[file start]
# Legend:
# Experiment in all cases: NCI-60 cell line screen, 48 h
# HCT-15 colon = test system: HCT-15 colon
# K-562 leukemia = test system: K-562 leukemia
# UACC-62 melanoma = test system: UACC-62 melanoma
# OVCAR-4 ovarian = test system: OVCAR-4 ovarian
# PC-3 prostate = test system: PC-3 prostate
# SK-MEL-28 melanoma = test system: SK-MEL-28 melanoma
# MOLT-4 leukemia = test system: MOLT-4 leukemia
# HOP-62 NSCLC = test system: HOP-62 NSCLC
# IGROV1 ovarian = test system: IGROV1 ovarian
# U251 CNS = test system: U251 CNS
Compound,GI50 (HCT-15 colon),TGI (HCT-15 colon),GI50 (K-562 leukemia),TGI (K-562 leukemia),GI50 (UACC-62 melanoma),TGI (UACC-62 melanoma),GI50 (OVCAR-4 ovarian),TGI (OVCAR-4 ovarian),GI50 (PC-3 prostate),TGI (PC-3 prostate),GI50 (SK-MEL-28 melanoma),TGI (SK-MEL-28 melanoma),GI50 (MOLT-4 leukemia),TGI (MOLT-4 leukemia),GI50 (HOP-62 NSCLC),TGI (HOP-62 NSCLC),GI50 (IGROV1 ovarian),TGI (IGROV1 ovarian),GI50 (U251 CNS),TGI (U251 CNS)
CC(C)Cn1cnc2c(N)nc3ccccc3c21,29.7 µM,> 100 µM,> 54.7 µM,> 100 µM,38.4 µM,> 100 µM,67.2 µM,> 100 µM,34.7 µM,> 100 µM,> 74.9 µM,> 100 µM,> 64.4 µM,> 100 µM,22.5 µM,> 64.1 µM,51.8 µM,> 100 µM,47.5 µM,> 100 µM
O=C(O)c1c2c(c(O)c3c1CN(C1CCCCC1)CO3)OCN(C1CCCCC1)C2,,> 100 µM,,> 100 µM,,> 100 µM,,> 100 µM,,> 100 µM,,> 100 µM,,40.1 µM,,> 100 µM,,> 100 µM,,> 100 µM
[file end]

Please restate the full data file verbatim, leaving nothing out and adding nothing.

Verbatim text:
# Legend:
# Experiment in all cases: NCI-60 cell line screen, 48 h
# HCT-15 colon = test system: HCT-15 colon
# K-562 leukemia = test system: K-562 leukemia
# UACC-62 melanoma = test system: UACC-62 melanoma
# OVCAR-4 ovarian = test system: OVCAR-4 ovarian
# PC-3 prostate = test system: PC-3 prostate
# SK-MEL-28 melanoma = test system: SK-MEL-28 melanoma
# MOLT-4 leukemia = test system: MOLT-4 leukemia
# HOP-62 NSCLC = test system: HOP-62 NSCLC
# IGROV1 ovarian = test system: IGROV1 ovarian
# U251 CNS = test system: U251 CNS
Compound,GI50 (HCT-15 colon),TGI (HCT-15 colon),GI50 (K-562 leukemia),TGI (K-562 leukemia),GI50 (UACC-62 melanoma),TGI (UACC-62 melanoma),GI50 (OVCAR-4 ovarian),TGI (OVCAR-4 ovarian),GI50 (PC-3 prostate),TGI (PC-3 prostate),GI50 (SK-MEL-28 melanoma),TGI (SK-MEL-28 melanoma),GI50 (MOLT-4 leukemia),TGI (MOLT-4 leukemia),GI50 (HOP-62 NSCLC),TGI (HOP-62 NSCLC),GI50 (IGROV1 ovarian),TGI (IGROV1 ovarian),GI50 (U251 CNS),TGI (U251 CNS)
CC(C)Cn1cnc2c(N)nc3ccccc3c21,29.7 µM,> 100 µM,> 54.7 µM,> 100 µM,38.4 µM,> 100 µM,67.2 µM,> 100 µM,34.7 µM,> 100 µM,> 74.9 µM,> 100 µM,> 64.4 µM,> 100 µM,22.5 µM,> 64.1 µM,51.8 µM,> 100 µM,47.5 µM,> 100 µM
O=C(O)c1c2c(c(O)c3c1CN(C1CCCCC1)CO3)OCN(C1CCCCC1)C2,,> 100 µM,,> 100 µM,,> 100 µM,,> 100 µM,,> 100 µM,,> 100 µM,,40.1 µM,,> 100 µM,,> 100 µM,,> 100 µM